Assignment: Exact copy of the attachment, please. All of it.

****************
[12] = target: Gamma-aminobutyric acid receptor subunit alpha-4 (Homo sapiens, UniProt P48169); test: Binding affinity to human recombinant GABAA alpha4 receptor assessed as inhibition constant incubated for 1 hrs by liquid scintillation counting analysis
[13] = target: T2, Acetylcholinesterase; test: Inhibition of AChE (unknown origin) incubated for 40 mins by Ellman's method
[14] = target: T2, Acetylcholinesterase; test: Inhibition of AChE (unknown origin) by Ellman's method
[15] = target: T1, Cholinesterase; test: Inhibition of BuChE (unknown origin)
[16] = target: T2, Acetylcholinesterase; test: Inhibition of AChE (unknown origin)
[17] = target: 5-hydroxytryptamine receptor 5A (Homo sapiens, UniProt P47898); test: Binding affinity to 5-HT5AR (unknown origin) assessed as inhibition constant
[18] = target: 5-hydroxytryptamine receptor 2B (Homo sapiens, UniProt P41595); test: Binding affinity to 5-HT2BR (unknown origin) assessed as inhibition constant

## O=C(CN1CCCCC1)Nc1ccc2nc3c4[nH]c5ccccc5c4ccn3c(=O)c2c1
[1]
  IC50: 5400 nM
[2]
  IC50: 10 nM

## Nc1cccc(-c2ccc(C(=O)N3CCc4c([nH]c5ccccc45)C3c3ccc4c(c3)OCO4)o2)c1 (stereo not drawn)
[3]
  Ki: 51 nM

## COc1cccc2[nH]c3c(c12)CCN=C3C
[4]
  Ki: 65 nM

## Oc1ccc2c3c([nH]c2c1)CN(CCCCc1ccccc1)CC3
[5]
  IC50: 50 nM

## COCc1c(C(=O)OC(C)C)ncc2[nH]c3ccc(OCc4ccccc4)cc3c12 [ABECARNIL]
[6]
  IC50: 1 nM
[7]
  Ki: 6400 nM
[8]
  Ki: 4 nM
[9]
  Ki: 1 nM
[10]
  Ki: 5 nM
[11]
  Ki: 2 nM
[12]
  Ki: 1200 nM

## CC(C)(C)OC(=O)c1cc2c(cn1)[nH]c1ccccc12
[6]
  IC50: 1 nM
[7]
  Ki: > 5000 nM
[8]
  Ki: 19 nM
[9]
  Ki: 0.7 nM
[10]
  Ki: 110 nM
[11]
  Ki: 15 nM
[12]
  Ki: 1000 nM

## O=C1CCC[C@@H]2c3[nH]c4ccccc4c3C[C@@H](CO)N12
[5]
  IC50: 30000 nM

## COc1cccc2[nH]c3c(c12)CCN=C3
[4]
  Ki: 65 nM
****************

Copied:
[12] = target: Gamma-aminobutyric acid receptor subunit alpha-4 (Homo sapiens, UniProt P48169); test: Binding affinity to human recombinant GABAA alpha4 receptor assessed as inhibition constant incubated for 1 hrs by liquid scintillation counting analysis
[13] = target: T2, Acetylcholinesterase; test: Inhibition of AChE (unknown origin) incubated for 40 mins by Ellman's method
[14] = target: T2, Acetylcholinesterase; test: Inhibition of AChE (unknown origin) by Ellman's method
[15] = target: T1, Cholinesterase; test: Inhibition of BuChE (unknown origin)
[16] = target: T2, Acetylcholinesterase; test: Inhibition of AChE (unknown origin)
[17] = target: 5-hydroxytryptamine receptor 5A (Homo sapiens, UniProt P47898); test: Binding affinity to 5-HT5AR (unknown origin) assessed as inhibition constant
[18] = target: 5-hydroxytryptamine receptor 2B (Homo sapiens, UniProt P41595); test: Binding affinity to 5-HT2BR (unknown origin) assessed as inhibition constant

## O=C(CN1CCCCC1)Nc1ccc2nc3c4[nH]c5ccccc5c4ccn3c(=O)c2c1
[1]
  IC50: 5400 nM
[2]
  IC50: 10 nM

## Nc1cccc(-c2ccc(C(=O)N3CCc4c([nH]c5ccccc45)C3c3ccc4c(c3)OCO4)o2)c1 (stereo not drawn)
[3]
  Ki: 51 nM

## COc1cccc2[nH]c3c(c12)CCN=C3C
[4]
  Ki: 65 nM

## Oc1ccc2c3c([nH]c2c1)CN(CCCCc1ccccc1)CC3
[5]
  IC50: 50 nM

## COCc1c(C(=O)OC(C)C)ncc2[nH]c3ccc(OCc4ccccc4)cc3c12 [ABECARNIL]
[6]
  IC50: 1 nM
[7]
  Ki: 6400 nM
[8]
  Ki: 4 nM
[9]
  Ki: 1 nM
[10]
  Ki: 5 nM
[11]
  Ki: 2 nM
[12]
  Ki: 1200 nM

## CC(C)(C)OC(=O)c1cc2c(cn1)[nH]c1ccccc12
[6]
  IC50: 1 nM
[7]
  Ki: > 5000 nM
[8]
  Ki: 19 nM
[9]
  Ki: 0.7 nM
[10]
  Ki: 110 nM
[11]
  Ki: 15 nM
[12]
  Ki: 1000 nM

## O=C1CCC[C@@H]2c3[nH]c4ccccc4c3C[C@@H](CO)N12
[5]
  IC50: 30000 nM

## COc1cccc2[nH]c3c(c12)CCN=C3
[4]
  Ki: 65 nM